Nvidia Thread

Discussion in 'Hardware Components and Aftermarket Upgrades' started by Dr. AMK, Jul 4, 2017.

  1. hmscott

    hmscott Notebook Nobel Laureate

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    Nvidia RTX 20 Series: Why You Should Jump Off The Hype Train
    Jason Evangelho, Aug 21, 2018
    https://www.forbes.com/sites/jasone...-should-jump-off-the-hype-train/#59e242403f8e

    "Before you pull the trigger on pre-ordering the RTX 2080 Ti or RTX 2080, though, please listen to some advice: don't. Don't pay inflated prices for marginal performance gains over the 10 Series. In fact, don't buy this new generation of GPUs from Nvidia at all, because there's something better coming."

    "Seriously, glance at the clock speeds for the 20 Series. Check out the unimpressive CUDA core increase over the 10 Series. Realize that the memory configuration is the same as the 10 Series (albeit with GDDR6 instead of GDDR5). Take a hard look at what the performance increase will be for . Most in the tech media are putting it at maybe 10% to 15% over the 10 Series when it comes to the majority of games out there. But you'll pay 40% to 50% higher prices for this generation's replacements based on MSRP. And you know we won't be paying MSRP. . ."

    "Ask yourself why Nvidia showed approximately zero gaming benchmarks without ray tracing. There were no performance comparisons between, say, the GTX 1080 Ti and the RTX 2080 Ti for the most popular games already out there."

    Or to sum that up, this meme shared by Videocardz:
    [​IMG]
    "Don't misunderstand me. The GeForce RTX cards are probably great products. They're just overpriced, unproven products. Wait for the reviews."

    Thanks to @Atma for finding the article. :)
    http://forum.notebookreview.com/thr...nnounced-preorder.822244/page-2#post-10783892
     
    Last edited: Aug 21, 2018
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  2. Robbo99999

    Robbo99999 Notebook Prophet

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    Yep, that's what most of us are saying here!
     
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  3. Lumlx

    Lumlx Notebook Consultant

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    RTX cards release summed up at 0:17

     
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  4. hmscott

    hmscott Notebook Nobel Laureate

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    @VideoCardz
    https://twitter.com/VideoCardz/status/1031889617748992000

    Macharius‏ @LordSMacharius 7 hours ago
    "So raytracing, that thing they wasted over an hour on, that no one actually asked for unless it was ready, completely guts performance and is in no way worth the hype. I'm shocked, shocked I say."

    HowAboutNah‏ @HowAboutNah666 6 hours ago
    Replying to @VideoCardz
    "Shut up and look at my RTX-OPS !!!"

    Matthew Connatser‏ @MConnatserNBC 7h7 hours ago
    Replying to @VideoCardz
    "RTX is simply the new Hairworks or PhysX. It'll die off pretty soon in gaming."

    Nvidia takes a commanding lead in GPU performance, and trades it for a handful of "Magic Beans"...
     
    Last edited: Aug 21, 2018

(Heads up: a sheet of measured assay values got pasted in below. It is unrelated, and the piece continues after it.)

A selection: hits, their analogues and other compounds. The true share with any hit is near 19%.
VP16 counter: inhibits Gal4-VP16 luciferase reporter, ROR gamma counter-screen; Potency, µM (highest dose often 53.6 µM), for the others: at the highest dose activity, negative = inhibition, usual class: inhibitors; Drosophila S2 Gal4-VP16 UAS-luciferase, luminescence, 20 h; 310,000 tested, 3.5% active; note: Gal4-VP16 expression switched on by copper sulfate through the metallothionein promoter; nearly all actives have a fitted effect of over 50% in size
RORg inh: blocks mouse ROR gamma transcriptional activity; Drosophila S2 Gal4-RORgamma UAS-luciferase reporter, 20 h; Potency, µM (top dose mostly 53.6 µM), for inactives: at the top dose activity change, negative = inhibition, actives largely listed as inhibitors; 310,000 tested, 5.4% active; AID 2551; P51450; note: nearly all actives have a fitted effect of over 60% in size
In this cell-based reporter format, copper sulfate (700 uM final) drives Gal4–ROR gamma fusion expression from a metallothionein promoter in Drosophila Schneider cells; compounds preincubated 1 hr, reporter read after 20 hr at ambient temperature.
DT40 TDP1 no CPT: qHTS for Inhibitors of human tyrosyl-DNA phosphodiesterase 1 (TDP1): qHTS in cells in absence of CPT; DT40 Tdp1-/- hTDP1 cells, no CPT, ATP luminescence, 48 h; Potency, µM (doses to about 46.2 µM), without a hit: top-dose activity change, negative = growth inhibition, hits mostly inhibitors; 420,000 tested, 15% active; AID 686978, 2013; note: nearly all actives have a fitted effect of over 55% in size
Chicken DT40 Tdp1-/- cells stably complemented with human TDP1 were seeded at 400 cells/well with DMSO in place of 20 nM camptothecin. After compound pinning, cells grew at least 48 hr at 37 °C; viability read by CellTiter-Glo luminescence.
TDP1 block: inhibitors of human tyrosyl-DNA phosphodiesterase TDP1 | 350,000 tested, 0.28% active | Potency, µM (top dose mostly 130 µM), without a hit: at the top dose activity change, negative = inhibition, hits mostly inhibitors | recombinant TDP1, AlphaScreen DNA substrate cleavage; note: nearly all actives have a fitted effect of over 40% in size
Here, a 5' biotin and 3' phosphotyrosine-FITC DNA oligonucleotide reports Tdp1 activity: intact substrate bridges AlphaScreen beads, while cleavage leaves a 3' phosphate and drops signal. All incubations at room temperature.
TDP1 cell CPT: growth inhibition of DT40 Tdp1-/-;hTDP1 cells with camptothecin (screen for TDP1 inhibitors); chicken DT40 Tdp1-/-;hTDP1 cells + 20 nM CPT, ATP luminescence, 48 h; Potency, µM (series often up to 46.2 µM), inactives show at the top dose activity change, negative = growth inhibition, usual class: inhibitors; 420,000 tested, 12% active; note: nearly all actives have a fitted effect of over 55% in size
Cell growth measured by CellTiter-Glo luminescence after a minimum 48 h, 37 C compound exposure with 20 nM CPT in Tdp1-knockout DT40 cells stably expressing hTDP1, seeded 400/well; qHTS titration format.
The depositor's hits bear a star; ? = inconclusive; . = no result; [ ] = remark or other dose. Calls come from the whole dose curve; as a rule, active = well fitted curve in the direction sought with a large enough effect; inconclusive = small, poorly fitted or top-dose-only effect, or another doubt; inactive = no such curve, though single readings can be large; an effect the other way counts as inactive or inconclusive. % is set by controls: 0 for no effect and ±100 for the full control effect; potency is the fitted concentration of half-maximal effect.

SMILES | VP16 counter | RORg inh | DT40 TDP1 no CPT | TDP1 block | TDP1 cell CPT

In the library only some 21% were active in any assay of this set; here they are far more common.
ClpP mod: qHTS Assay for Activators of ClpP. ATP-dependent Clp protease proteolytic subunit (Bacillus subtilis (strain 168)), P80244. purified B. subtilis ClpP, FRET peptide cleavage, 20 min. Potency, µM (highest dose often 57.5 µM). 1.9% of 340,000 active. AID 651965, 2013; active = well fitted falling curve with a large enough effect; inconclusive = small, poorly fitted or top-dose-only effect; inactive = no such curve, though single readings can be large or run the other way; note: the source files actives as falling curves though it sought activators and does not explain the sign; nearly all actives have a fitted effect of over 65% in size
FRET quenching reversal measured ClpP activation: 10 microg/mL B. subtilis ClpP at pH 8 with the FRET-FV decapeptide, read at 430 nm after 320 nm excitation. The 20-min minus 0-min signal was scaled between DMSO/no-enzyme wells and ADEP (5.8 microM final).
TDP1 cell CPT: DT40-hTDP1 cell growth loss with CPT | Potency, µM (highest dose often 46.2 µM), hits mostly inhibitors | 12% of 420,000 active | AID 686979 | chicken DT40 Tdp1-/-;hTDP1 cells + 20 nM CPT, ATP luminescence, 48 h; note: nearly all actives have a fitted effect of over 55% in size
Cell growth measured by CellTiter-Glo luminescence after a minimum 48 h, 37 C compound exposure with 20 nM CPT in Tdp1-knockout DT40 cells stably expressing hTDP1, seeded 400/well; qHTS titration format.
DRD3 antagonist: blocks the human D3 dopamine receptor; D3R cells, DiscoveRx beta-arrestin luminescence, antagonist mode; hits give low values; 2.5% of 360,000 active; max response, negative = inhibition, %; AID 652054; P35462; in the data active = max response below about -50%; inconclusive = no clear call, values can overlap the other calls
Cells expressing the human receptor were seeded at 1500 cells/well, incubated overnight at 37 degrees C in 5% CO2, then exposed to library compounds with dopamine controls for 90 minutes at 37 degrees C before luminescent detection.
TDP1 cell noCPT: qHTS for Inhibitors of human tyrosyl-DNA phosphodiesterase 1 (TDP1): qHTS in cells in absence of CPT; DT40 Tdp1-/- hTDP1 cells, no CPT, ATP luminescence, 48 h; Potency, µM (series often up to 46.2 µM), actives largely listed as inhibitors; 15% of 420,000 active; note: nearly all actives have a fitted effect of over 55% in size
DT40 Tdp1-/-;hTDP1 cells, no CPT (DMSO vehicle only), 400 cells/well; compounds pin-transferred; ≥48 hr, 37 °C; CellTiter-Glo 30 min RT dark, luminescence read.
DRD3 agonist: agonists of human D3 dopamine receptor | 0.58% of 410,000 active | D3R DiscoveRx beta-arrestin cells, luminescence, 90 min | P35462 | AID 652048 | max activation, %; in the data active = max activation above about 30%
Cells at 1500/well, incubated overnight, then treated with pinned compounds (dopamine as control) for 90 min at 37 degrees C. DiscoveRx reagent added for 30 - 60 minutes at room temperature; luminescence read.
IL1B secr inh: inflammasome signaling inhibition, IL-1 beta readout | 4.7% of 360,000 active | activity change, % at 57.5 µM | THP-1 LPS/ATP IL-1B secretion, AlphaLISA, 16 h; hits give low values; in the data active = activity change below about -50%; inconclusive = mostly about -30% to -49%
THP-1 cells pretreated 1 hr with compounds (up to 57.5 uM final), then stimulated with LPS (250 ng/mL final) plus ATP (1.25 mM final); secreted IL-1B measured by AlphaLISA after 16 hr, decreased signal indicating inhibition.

5. hmscott

    hmscott Notebook Nobel Laureate

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    From this photo of an Nvidia presentation slide, it appears as though 50% of the new die real estate has been split between AI (Tensor Core) and Ray-tracing (RT Core), leaving the Shader / Compute traditional functionality with about the same area as the previous generation.
    bigg.JPG
    Source

    It's hard to measure, but it looks like the RTX Shader and Compute section has less area to me in comparison than the previous Pascal die shown.

    Those Tensor Core and RT Core area's are wasted space for current games, and for me RTX is something I would disable in a game to get better performance, like I disable GameWorks Hair / etc now.

    50%+ is a lot of die space to dedicate for eye candy that most of us will end up turning off to reduce power / heat generated by those areas of the die to improve gaming performance.

    Edit: I sure hope there is a way to completely disable / power off the Tensor Core and RT Core's when they aren't useful... that would be most of the time.
     
    Last edited: Aug 21, 2018
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  6. Mr. Fox

    Mr. Fox BGA Filth-Hating Elitist

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    That's generally the position I take with ALL new technology, regardless of what it is. There are a few exceptions here and there, but early adoption is the opposite of smart to me. I find being surprised a whole lot easier than being disappointed. Especially when the disappointment involves the use of my own money. Lots of things look interesting or seem to have promise, only to turn out to be an over-hyped dud. A small performance bump is worth a couple/three hundred bucks, but a small performance bump at the ungodly price of an RTX GPU is absolutely insane. Not saying that a RTX 1080 TI is not going to be a ludicrous leap in performance, only that nobody knows much at this point and until I see some guinea pigs with interests that match up with mine tearing it up with overclocked benchmarks, NVIDIA ain't gettin' a dirty dime from this old man, LOL. No way I in hell I am flushing $1200 down the toilet for something that doesn't run like $1200 better than what I already have.